With four licensed games using Cortex and another four using Cortex Plus, how did the adapting fare? At its core, Cortex is a simple, flexible system, in the same vein as the Cinematic Unisystem rules used by the Buffy RPG. This allowed the developers to tailor the mechanics to the adapted setting by changing skill lists and adding and removing talents and complications. It is possible for characters from one of the published games to be used in another; it would be odd to see a member of the Brotherhood of the Celestial Torch on board the Rising Star, but less so if that same member met the Winchesters.
With Cortex Plus and its different streams, adapting the mechanics to the setting was a design goal. This means that characters from the different games wouldn’t interact as easily – Spider-Man has no relationship ties to anyone from Smallville, for example – but the games reflect the TV series they’re meant to portray. Smallville is a super-powered soap opera while Leverage is a series of heist mini-movies, and their games reflect those realities. The key is to choose the correct Cortex Plus stream to reflect the core of a work. So far, the developers have been able to do just that.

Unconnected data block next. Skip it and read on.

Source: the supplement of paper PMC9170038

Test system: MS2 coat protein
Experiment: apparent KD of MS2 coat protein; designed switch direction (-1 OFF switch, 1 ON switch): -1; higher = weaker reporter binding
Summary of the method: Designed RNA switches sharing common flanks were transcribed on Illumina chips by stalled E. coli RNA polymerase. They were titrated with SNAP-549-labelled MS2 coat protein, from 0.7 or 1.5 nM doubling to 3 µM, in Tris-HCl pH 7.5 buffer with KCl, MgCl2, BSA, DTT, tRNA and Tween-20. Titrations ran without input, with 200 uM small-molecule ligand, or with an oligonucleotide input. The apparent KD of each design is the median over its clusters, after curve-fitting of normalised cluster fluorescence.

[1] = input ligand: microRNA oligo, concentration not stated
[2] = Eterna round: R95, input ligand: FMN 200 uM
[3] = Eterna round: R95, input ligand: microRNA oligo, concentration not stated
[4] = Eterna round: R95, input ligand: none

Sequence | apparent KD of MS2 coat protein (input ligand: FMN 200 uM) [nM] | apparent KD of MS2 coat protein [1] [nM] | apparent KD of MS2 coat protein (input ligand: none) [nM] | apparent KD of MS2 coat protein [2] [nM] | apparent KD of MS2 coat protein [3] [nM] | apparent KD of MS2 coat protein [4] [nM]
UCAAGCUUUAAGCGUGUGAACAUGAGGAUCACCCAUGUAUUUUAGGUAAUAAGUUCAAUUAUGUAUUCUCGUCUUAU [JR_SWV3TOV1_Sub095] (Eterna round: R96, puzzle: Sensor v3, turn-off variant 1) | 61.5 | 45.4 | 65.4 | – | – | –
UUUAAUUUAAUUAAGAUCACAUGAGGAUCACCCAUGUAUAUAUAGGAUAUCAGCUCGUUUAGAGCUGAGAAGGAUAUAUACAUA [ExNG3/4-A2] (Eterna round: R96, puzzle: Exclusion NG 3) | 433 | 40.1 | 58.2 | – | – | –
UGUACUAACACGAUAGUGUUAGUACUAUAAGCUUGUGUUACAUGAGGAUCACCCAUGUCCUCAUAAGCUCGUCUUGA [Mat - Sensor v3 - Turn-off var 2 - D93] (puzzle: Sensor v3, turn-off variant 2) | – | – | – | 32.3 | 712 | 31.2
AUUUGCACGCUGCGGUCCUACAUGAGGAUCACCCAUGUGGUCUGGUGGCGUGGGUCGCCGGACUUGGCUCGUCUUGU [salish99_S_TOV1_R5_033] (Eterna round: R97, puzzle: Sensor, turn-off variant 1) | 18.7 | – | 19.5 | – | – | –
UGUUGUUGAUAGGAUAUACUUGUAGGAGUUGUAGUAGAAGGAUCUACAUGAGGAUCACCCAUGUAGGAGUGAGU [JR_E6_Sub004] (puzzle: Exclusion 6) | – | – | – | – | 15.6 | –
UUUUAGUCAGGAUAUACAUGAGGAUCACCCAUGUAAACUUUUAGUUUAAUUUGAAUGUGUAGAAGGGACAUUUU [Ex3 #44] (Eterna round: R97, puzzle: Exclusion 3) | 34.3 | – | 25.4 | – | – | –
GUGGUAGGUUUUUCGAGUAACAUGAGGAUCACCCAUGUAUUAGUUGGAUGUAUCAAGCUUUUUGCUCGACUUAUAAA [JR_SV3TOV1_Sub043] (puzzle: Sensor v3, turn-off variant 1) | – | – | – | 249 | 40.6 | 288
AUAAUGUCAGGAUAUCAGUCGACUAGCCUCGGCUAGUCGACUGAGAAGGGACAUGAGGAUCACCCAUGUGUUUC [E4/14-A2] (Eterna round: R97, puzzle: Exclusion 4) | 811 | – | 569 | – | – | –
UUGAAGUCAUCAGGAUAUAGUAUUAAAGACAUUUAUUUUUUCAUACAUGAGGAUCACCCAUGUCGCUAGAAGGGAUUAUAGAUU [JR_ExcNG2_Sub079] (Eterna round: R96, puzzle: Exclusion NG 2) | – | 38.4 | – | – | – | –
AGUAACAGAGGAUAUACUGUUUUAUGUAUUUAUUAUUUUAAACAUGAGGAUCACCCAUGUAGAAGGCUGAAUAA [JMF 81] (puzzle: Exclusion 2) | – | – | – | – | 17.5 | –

Speaking of the developers, Cam Banks, has licensed Cortex and Cortex Plus from Margaret Weis Productions. The end goal is to create a game, Cortex Prime, that takes in all the prior work mentioned above and produce not just the rules but settings that aren’t necessarily licensed works. His studio, Magic Vacuum Design Studio is running a Kickstarter, with stretch goals that will include a number of pre-made settings with the new game.
* The Serenity and Firefly licenses had an inherent problem – different studios held the licensing rights. Fox has the rights for Firefly, but Universal had the rights for Serenity. This split meant that information in one work could not appear in the licensed game of the other. Players, however, aren’t restricted and can pull in characters and ideas from both works, but any work needed to stat up something not covered by the game fell to the GM.